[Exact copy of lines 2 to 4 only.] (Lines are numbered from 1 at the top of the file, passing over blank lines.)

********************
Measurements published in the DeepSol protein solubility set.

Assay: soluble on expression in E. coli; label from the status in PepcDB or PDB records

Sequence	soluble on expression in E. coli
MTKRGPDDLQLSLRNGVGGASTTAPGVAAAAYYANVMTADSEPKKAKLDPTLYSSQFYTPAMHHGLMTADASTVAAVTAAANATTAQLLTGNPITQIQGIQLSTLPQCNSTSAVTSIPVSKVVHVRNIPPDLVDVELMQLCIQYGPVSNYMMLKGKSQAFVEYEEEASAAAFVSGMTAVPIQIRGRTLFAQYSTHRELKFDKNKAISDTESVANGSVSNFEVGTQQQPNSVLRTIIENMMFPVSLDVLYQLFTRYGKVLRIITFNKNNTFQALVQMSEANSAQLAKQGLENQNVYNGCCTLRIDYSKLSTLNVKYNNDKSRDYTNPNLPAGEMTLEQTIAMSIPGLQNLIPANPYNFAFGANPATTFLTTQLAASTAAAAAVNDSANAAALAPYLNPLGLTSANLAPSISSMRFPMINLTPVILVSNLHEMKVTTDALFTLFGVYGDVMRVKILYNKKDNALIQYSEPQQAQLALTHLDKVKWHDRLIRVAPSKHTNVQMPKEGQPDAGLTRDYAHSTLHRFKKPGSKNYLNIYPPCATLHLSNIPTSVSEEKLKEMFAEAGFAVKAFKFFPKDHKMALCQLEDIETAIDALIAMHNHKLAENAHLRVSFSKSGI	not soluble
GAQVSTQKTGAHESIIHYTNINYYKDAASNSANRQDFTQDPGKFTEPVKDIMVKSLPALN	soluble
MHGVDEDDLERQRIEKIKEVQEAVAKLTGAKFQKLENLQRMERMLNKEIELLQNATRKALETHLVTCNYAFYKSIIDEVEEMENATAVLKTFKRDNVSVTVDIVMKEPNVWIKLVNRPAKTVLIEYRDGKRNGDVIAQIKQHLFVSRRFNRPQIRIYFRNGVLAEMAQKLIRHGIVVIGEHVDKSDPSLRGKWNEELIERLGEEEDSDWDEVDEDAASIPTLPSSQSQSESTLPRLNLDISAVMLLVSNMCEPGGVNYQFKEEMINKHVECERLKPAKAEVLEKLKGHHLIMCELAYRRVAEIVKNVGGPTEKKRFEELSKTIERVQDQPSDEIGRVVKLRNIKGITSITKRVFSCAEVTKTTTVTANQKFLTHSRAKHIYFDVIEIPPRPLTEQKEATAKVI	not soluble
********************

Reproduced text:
Assay: soluble on expression in E. coli; label from the status in PepcDB or PDB records

Sequence	soluble on expression in E. coli
MTKRGPDDLQLSLRNGVGGASTTAPGVAAAAYYANVMTADSEPKKAKLDPTLYSSQFYTPAMHHGLMTADASTVAAVTAAANATTAQLLTGNPITQIQGIQLSTLPQCNSTSAVTSIPVSKVVHVRNIPPDLVDVELMQLCIQYGPVSNYMMLKGKSQAFVEYEEEASAAAFVSGMTAVPIQIRGRTLFAQYSTHRELKFDKNKAISDTESVANGSVSNFEVGTQQQPNSVLRTIIENMMFPVSLDVLYQLFTRYGKVLRIITFNKNNTFQALVQMSEANSAQLAKQGLENQNVYNGCCTLRIDYSKLSTLNVKYNNDKSRDYTNPNLPAGEMTLEQTIAMSIPGLQNLIPANPYNFAFGANPATTFLTTQLAASTAAAAAVNDSANAAALAPYLNPLGLTSANLAPSISSMRFPMINLTPVILVSNLHEMKVTTDALFTLFGVYGDVMRVKILYNKKDNALIQYSEPQQAQLALTHLDKVKWHDRLIRVAPSKHTNVQMPKEGQPDAGLTRDYAHSTLHRFKKPGSKNYLNIYPPCATLHLSNIPTSVSEEKLKEMFAEAGFAVKAFKFFPKDHKMALCQLEDIETAIDALIAMHNHKLAENAHLRVSFSKSGI	not soluble